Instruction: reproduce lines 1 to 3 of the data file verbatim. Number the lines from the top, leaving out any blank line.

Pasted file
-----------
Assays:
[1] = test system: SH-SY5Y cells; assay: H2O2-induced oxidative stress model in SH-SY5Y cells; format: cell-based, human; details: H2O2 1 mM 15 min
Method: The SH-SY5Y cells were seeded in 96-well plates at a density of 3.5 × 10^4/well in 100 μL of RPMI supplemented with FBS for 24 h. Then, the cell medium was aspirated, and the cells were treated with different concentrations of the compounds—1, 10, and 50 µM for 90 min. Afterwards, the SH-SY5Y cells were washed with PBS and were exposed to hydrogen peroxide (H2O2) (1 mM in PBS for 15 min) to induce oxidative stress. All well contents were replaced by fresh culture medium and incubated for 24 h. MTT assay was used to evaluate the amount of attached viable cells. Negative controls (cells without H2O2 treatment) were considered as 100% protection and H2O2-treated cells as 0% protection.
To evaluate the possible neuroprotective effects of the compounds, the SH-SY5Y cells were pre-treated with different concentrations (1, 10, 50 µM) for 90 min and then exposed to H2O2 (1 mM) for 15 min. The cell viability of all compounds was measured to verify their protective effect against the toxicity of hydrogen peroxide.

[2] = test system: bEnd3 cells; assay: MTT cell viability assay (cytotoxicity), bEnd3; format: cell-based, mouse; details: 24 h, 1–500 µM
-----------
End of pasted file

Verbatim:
Assays:
[1] = test system: SH-SY5Y cells; assay: H2O2-induced oxidative stress model in SH-SY5Y cells; format: cell-based, human; details: H2O2 1 mM 15 min
Method: The SH-SY5Y cells were seeded in 96-well plates at a density of 3.5 × 10^4/well in 100 μL of RPMI supplemented with FBS for 24 h. Then, the cell medium was aspirated, and the cells were treated with different concentrations of the compounds—1, 10, and 50 µM for 90 min. Afterwards, the SH-SY5Y cells were washed with PBS and were exposed to hydrogen peroxide (H2O2) (1 mM in PBS for 15 min) to induce oxidative stress. All well contents were replaced by fresh culture medium and incubated for 24 h. MTT assay was used to evaluate the amount of attached viable cells. Negative controls (cells without H2O2 treatment) were considered as 100% protection and H2O2-treated cells as 0% protection.